Most of the time flare resistance is very good, as in the shot above. Nevertheless, with a low winter sun this is the worst I have seen from this lens so far (I haven’t used the hood for this shot):
I have taken many shots straight into the sun without any problems, contrast also stays on a very high level.
Sonnar lenses are known for their very smooth bokeh and this seems to be also true for the Loxia 85mm. But with a maximum aperture of 2.4 it just isn’t as easy throwing backgrounds out of focus as it is with faster lenses (see comparisons below), especially when not being super close to your subject.
Probably because of the small diameter of the lens the cat’s eye effect – describing light discs becoming ovals towards the borders and corners – is quite pronounced.
Comparison Loxia 85mm email@example.com <-> Loxia 85mm firstname.lastname@example.org:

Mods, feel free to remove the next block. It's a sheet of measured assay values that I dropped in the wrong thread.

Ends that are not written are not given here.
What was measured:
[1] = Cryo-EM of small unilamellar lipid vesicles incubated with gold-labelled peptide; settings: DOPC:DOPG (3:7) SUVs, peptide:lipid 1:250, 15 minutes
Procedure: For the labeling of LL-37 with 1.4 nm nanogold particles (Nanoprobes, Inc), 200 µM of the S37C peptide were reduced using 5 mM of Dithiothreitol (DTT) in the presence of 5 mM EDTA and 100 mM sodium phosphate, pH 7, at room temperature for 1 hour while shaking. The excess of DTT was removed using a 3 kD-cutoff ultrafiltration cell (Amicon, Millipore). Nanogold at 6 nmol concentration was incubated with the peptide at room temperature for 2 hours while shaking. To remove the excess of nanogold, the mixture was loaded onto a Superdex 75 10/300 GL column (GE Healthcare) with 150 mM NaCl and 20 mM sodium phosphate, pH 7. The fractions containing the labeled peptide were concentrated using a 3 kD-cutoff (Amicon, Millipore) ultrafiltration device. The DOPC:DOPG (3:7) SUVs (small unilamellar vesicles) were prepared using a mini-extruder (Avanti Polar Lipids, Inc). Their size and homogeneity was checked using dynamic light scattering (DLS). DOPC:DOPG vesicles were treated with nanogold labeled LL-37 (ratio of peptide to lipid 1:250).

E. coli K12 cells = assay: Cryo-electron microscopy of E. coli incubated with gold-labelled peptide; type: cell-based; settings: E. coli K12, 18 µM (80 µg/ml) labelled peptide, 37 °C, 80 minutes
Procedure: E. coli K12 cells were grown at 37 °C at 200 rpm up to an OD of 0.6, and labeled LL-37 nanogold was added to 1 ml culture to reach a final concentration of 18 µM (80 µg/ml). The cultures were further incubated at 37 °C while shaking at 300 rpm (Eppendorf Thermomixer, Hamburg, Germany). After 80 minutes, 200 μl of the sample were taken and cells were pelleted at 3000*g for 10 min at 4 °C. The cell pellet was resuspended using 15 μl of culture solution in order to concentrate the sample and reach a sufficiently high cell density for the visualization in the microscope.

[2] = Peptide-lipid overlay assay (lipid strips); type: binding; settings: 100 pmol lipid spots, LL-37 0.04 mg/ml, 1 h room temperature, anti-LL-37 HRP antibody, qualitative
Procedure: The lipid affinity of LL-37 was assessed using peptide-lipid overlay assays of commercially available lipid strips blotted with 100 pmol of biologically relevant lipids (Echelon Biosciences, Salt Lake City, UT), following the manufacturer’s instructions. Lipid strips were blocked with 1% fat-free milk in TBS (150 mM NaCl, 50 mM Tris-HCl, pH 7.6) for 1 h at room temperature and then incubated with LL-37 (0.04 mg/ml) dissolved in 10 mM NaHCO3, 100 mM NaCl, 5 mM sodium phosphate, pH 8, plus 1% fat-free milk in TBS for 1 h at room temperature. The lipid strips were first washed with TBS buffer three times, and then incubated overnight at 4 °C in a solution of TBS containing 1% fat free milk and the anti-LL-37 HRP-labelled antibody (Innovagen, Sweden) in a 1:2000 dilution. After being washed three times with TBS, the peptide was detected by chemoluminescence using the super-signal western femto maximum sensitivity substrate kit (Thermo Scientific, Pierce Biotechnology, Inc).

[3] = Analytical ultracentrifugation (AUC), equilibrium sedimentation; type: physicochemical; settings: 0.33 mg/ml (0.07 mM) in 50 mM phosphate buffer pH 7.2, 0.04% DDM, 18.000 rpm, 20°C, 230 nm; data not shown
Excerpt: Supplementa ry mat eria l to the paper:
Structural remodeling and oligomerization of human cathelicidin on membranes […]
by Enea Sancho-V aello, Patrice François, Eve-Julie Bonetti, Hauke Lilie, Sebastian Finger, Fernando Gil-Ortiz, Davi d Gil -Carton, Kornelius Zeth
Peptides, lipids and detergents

Before: Loxia 85mm 2.4 @ 2.4 | After: Loxia 85mm 2.4 @ 4.0
Comparison Loxia 85mm email@example.com <-> Leica Summicron pre-Asph 90mm firstname.lastname@example.org (same distance to subject):
Before: Loxia 85mm 2.4 @ 2.4 | After: Leica Summicron pre-Asph 90mm 2.0 @ 2.0 (shot from same position)
Comparison Loxia 85mm email@example.com <-> Leica Summicron pre-Asph 90mm firstname.lastname@example.org (same size of subject):
Before: Loxia 85mm 2.4 @ 2.4 | After: Leica Summicron pre-Asph 90mm 2.0 @ 2.0 (shot from different positions for same subject size)
Comparison Loxia 85mm email@example.com <-> Jupiter-9 85mm firstname.lastname@example.org (same distance to subject):
Before: Loxia 85mm 2.4 @ 2.4 | After: Jupiter-9 85mm 2.0 @ 2.0 (shot from same position)
For head and shoulder portraits the subject isolation is absolutely sufficient and I really like that I don’t have to cope with artifacts like onion rings and disturbing loCA.
Wide open and stopped down to f/2.8 point light sources towards the borders are visibly deteoriated. Stop down to f/4.0 and the problem mostly goes away.